Arginine Supplement Boosts Endurance in Athletes
Athletes and anyone else who would like to boost their endurance may find an amino acid called arginine to be helpful. Researchers at the University of Exeter report that an arginine supplement raises nitric oxide in the body, which in turn can boost stamina during vigorous exercise.
The Amino Acid Arginine
Although the body usually produces enough arginine, supplementation is sometimes recommended for individuals who have infections, burns, protein deficiency, and who have urea synthesis disorders. Symptoms of arginine deficiency include hair loss, rash, constipation, fatty liver, and poor wound healing.
Arginine transforms into nitric oxide, which causes blood vessels to relax. Research has indicated that this ability can help improve chest pain, erectile dysfunction, headache, and heart failure, as well as be useful for wound healing, bodybuilding, and improved sperm production. Argining has also been suggested to help fight obesity.
New Arginine and Endurance Study
In the University of Exeter study, nine healthy males participated in various physical challenges on a cycling ergometer and their performance was measured. The participants were randomly assigned to take either a placebo consisting of a blackcurrent drink or the L-arginine supplement (Ark 1 from Arkworld International Ltd).
According to Professor Andrew Jones, who is in the University’s School of Sport and Health Sciences, he and his colleagues found that “when the dietary supplement was used there was a striking increase in performance by altering the use of oxygen during exercise.”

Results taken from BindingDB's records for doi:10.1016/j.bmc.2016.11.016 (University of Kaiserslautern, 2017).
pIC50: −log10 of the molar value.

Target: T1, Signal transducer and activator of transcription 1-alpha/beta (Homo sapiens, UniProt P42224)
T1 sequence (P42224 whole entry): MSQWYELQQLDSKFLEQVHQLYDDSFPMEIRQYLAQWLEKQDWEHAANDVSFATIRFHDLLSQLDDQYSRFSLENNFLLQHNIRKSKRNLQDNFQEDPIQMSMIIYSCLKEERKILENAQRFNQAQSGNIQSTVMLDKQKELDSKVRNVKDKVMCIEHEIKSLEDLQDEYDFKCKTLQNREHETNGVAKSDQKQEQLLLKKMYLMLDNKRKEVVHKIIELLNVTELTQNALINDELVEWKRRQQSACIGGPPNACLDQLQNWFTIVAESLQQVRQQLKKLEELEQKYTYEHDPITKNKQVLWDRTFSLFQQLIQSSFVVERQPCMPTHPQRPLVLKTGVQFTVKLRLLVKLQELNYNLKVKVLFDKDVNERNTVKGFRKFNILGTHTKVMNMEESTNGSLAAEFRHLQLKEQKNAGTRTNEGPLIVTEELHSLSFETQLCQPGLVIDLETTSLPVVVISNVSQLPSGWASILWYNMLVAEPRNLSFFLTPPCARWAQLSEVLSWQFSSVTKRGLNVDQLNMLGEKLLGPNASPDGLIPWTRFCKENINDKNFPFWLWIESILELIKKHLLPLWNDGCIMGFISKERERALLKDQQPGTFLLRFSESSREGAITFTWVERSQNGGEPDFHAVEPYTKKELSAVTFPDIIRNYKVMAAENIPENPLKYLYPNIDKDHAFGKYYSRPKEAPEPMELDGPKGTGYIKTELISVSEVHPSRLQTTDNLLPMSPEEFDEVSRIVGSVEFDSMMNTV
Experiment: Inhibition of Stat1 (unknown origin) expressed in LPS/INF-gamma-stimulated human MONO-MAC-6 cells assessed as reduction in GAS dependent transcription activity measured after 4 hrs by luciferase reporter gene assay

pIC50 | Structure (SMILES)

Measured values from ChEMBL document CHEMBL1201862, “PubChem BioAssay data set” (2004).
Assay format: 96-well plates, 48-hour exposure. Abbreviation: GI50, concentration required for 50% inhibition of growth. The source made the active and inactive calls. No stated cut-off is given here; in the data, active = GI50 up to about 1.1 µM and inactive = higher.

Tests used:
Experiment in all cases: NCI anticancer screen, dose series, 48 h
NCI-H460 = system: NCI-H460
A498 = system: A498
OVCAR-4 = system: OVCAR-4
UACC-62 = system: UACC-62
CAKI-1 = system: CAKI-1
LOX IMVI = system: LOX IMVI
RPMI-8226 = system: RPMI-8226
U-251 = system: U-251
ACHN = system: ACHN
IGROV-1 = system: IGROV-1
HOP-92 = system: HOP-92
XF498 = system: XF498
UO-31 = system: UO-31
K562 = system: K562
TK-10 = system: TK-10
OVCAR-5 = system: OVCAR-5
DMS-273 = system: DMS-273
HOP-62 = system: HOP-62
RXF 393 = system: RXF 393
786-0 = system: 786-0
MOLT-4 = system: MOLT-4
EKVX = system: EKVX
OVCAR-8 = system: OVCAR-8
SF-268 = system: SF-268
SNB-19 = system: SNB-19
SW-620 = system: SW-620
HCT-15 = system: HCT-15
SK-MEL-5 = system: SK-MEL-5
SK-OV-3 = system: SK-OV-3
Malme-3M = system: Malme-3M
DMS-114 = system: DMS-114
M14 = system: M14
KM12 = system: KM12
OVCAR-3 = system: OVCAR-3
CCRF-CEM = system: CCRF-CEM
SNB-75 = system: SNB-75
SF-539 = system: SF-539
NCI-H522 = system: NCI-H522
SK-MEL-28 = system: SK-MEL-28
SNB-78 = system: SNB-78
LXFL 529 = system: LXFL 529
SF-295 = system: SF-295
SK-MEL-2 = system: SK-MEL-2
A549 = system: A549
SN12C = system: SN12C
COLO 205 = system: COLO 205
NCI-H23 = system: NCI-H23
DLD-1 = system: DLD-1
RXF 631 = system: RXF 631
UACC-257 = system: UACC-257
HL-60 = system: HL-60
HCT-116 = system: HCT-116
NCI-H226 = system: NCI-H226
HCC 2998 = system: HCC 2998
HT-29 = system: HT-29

In a previous study published in the International Journal of Sports Medicine, use of arginine supplements in endurance athletes did not improve performance.
The new Exeter study comes on the heels of other research performed at the University in which investigators showed that the high levels of nitrate in beetroot juice, which also raises nitric oxide in the body, has a similar beneficial effect on endurance.
The study’s authors note that their findings are important for athletes because they suggest individuals will be allowed to exercise up to 20 percent longer and improve 1 to 2 percent in race times. Although this may not sound like a big improvement to some, it can be very significant in a highly competitive field. Along with improving endurance, the arginine supplement was also found to significantly reduce systolic blood pressure.
Abel T et al. International Journal of Sports Medicine 2005 Jun; 26(5): 344-49
University of Exeter